Mid and East Antrim Council drops out of electric vehicle charging scheme
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The borough council has been participating in a FASTER Electric Vehicle programme in association with other local authorities in Northern Ireland, Republic of Ireland and western Scotland to expand a network of fast electric vehicle charging points supported by the EU’s Interreg Programme.
Mid and East Antrim joined the FASTER consortium in July 2021 to allow locations in the borough to be considered for three rapid charge points.
The council has now said it is “unviable” to continue as a partner over concerns that a “portion of electricity costs incurred in providing electricity for charging would result in ongoing financial loss for council.”
A report presented to the borough council’s Environment and Economy Committee said: “The significant change was the decision to connect charge points into existing council meters rather than having the charge point operator apply for an independent electricity connection. This made it unviable for the council to continue as a partner.”
The report stated: “The recovery of any electricity costs would only be assured through a significant administrative process, including site visits for meter reading and carrying out recharging calculations.”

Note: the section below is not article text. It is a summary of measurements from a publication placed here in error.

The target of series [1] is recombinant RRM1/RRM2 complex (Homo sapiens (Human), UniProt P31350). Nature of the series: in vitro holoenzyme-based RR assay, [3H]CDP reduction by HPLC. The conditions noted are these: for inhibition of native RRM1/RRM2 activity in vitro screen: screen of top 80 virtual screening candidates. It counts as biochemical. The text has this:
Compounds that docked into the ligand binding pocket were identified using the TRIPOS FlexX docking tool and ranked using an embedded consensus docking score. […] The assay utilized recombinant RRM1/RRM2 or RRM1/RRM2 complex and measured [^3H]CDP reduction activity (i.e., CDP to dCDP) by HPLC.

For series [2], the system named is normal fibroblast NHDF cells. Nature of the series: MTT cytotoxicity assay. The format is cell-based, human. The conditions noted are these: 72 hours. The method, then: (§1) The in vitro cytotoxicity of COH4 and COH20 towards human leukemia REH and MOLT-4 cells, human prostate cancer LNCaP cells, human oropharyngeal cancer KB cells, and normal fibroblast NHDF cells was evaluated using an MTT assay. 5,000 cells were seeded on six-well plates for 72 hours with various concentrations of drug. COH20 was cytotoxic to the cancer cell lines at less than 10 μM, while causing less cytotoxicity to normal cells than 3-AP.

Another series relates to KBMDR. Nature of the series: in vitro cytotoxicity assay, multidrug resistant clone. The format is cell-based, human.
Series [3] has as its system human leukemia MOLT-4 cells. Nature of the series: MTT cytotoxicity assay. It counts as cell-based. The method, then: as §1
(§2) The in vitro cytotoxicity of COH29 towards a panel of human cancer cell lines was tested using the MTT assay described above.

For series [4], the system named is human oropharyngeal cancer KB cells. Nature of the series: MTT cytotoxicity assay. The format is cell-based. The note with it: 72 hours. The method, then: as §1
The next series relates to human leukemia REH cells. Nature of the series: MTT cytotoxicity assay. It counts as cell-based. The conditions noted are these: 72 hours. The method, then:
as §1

There were also concerns over the cost of replacement equipment and potential for increase in carbon footprint.
During an update on the borough’s EV charging network, councillors were also told negotiations are taking place with ESB, an energy generation and supply company, to secure a proposed rapid charging hub in Mid and East Antrim for electric vehicles. The report indicated the company is to replace four of the 22kW charge points in the borough and upgrade two to 100kW.
In addition, the borough council is a member of the Northern Ireland EV Consortium which has secured funding from the Office for Zero Emission Vehicles through the On Street Residential Charging Scheme (ORCS) to install 120 charge points across 10 council areas, including 14 in Mid and East Antrim.
The report noted: “Some EV projects, despite being funded, may not provide a value for money proposition or best value to residents. An independent public/private partnership model to deliver public charging infrastructure across the borough has been explored and is now the preferred model.”
Michelle Weir, Local Democracy Reporter